If you lived in Baltimore in the 1970s, it seemed that William Donald Schaefer paved every alley. An exaggeration? Yes. But then, as now, old Baltimore needed a lot of fixing and Schaefer was in his neighborhood mode. He did it well and had the support of some pretty amazing people. He listened to his aides and he also obsessed over letters his constituents mailed him.
I recall one night after a City Council meeting when his housing and development chief, Bob Embry, was having dinner at the old Horn and Horn restaurant on Baltimore Street. Embry bounced a new idea: The city would take over and run the Mechanic Theatre, which had shut down and appeared doomed as a business enterprise.
Months after Schaefer approved the plan, the stars of "A Chorus Line" and other Broadway shows piled on a Metroliner train and appeared at a packed ballroom at the downtown Hilton. Before a sales campaign was over, 23,000 people had bought Mechanic subscriptions.
Embry reminded me after Schaefer died this week that Schaefer was the city councilman who championed the idea of a City Fair, a place where neighborhoods could showcase themselves in a downtown that was in the process of being renewed. Embry and the able Sandy Hillman and Hope Quackenbush worked out what became, for a time, a fall tradition of civic boosterism that actually felt good.
Schaefer was also the mayor who just showed up. I recall one day seeing him with his longtime companion, Hilda Mae Snoops, shooting up an escalator in the old downtown Stewart's department store on a busy Saturday. I wonder what they were buying. Certainly not clothes for him. He habitually wore a grayish raincoat that people in City Hall described as the color of a galvanized steel trash can. He lived in that raincoat.
Schaefer loved church social functions. Maybe it's another exaggeration, but seemed to show up at every church basement sour beef or oyster dinner, bazaar or rummage sale I knew. He was just there. It was a savvy political move, but I think he also actually liked Baltimore's curious foods, like the homemade candy confected of fondant rolled in cinnamon. We called them sweet potatoes.
Many of the recent news articles have omitted mention of one his greatest coups, the dollar house giveaways. Then, as now, Baltimore had scores of vacant houses. In the 1970s, many had been condemned and then taken over by the city using federal funds. Preservationists protested that Baltimore's history was being destroyed; Schaefer and Embry caught the sentiment and had whole neighborhoods of rowhouses sold in bulk. They were not afraid to supply new sidewalks and landscaping. People loved it: a plan that advanced the idea that middle-class people could live in or near the old downtown.
Schaefer also browbeat merchants to fix up neighborhood shopping districts. This was a more difficult task because retail was then tilting toward the huge outlets. But Schaefer tried with parking lots and new pavements and signs. It was just fun watching the do-it-yourself energy of it all.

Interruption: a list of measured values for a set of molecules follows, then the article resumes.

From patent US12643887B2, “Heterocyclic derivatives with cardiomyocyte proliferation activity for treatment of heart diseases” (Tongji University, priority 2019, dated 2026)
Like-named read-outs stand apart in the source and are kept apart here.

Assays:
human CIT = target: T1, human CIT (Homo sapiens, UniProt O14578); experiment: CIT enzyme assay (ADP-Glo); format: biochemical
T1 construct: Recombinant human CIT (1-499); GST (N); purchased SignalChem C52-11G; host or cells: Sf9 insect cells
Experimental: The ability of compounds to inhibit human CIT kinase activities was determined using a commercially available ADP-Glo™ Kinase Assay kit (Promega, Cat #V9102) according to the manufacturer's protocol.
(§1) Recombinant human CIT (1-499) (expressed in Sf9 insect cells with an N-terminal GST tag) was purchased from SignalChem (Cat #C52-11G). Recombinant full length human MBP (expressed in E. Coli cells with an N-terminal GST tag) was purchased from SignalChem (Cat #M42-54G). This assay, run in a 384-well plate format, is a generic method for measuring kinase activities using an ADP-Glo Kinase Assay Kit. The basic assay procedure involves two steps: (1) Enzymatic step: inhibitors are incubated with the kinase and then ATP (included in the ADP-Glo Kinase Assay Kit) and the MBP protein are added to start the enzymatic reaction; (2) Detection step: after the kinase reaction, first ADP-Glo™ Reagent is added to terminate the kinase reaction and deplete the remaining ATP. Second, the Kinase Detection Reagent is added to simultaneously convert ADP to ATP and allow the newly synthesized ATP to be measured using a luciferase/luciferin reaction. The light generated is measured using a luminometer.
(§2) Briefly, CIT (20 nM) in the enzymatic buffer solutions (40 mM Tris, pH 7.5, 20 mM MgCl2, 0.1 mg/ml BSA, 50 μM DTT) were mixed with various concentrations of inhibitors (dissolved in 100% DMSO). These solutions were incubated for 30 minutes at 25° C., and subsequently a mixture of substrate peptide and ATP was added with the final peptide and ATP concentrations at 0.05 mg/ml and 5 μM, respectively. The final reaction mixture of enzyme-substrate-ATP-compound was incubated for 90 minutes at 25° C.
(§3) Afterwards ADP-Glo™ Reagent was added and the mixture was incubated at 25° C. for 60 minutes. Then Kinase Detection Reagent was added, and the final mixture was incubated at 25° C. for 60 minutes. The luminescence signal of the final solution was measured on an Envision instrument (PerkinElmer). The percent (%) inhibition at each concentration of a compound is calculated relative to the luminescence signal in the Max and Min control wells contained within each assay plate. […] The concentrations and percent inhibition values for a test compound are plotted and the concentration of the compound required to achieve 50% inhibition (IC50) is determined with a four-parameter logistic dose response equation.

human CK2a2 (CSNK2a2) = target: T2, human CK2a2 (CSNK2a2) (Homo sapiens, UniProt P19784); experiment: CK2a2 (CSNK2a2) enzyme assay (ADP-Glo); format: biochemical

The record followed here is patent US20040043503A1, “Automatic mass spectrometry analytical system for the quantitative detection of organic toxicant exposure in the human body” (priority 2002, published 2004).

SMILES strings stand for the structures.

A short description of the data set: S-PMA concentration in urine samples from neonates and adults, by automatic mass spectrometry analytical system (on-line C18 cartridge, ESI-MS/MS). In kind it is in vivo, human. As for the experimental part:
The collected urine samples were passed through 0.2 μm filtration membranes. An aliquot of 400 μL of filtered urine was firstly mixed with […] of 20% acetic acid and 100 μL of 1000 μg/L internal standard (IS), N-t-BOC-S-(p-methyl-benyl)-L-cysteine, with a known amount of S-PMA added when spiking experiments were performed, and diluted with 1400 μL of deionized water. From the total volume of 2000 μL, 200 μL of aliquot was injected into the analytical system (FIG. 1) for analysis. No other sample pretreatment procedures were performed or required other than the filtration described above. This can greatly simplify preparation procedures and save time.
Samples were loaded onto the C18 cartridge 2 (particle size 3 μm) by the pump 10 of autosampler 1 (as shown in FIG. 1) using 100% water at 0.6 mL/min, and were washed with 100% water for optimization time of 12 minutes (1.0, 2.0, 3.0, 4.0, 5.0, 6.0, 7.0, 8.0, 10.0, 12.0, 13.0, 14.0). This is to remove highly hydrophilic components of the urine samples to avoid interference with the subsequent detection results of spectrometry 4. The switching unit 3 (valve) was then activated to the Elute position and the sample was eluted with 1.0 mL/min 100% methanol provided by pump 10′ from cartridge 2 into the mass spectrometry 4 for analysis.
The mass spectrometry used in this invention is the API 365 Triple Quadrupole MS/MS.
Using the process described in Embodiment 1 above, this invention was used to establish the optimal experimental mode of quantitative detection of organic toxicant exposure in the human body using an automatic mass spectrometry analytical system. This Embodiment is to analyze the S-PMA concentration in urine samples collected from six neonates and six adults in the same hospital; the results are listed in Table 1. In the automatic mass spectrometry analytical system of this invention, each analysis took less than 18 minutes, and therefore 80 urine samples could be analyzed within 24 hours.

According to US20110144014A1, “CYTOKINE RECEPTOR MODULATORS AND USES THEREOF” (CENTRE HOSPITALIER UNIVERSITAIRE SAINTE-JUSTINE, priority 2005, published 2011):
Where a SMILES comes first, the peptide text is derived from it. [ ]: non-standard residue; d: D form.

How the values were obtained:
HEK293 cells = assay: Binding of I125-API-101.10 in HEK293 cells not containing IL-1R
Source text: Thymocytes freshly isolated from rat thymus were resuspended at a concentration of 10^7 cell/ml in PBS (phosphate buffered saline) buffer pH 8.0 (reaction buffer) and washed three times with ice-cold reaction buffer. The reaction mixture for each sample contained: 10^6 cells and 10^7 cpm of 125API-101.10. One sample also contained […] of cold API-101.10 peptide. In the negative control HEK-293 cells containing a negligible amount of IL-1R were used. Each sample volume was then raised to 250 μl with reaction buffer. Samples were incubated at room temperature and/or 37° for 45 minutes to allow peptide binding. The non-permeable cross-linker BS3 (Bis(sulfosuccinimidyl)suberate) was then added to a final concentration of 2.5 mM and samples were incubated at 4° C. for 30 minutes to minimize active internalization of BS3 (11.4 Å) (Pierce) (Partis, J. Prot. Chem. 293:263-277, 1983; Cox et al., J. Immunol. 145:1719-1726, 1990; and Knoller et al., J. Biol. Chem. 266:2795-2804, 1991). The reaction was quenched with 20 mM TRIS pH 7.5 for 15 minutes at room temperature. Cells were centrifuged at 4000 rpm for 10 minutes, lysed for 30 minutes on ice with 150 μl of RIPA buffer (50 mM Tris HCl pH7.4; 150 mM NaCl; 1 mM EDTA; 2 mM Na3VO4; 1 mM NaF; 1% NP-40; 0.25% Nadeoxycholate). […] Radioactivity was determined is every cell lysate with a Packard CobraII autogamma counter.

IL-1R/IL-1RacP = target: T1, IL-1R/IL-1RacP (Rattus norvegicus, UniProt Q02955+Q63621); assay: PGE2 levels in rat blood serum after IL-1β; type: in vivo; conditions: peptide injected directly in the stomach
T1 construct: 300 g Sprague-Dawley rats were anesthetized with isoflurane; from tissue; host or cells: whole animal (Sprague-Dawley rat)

Schaefer may have gone on to Annapolis to fulfill larger political aspirations, but I always felt he was at his most productive in Baltimore.
On the night of Sept. 12, 2006, I sat in the office of his pal Gene Raynor at the Board of Elections at Gay and Baltimore streets. For once in his career, Schaefer, running for re-election as comptroller, was in deep trouble with voters. He had battled with Anne Arundel County's Janet S. Owens, calling her Mother Hubbard. She said running for comptroller was like having to tell Grandpa it's time to give up the car keys. It wasn't pretty. The third candidate, Peter Franchot, said it was better to focus on issues.
That night, Schaefer appeared vulnerable. Raynor, a loyalist and intimate friend, knew Schaefer would have to win big in his beloved Baltimore to carry the state. It seemed like a sure thing.
Raynor selected three polling places where he had sources who would phone unofficial results as soon as the polls closed. All were in neighborhoods that Schaefer had once owned — Little Italy, Canton and Highlandtown. The calls came in and I watched Raynor wince as he mouthed the tallies. Schaefer was a disaster in Little Italy, he was third in Canton and last in Highlandtown. Raynor then picked up a cellphone and called a man named John, whom he later told me was John Paterakis, the H&S baker and political contributor. Raynor shook his head and said, "Hopeless." The long run was over.
Details for public services for William Donald Schaefer:
Schaefer will lie in state at the State House in Annapolis on Monday. The public is invited from 10 a.m. to 2 p.m. His body will then be taken past several Baltimore sites that are part of his legacy, including Camden Yards, M&T Bank Stadium and the Inner Harbor.
The former mayor's body will be brought to Baltimore's City Hall to lie in state in the rotunda. The public is invited to pay their respects from 6 p.m. to 9 p.m. Monday and from 9 a.m. to 9 p.m. Tuesday.
Funeral services will take place at 11 a.m. Wednesday at Old St. Paul's Episcopal Church, 233 N. Charles St. in downtown Baltimore. Schaefer will be entombed at Dulaney Valley Memorial Gardens in Timonium after the funeral.
Source: Maryland Governor's OfficeCopyright © 2015, The Baltimore Sun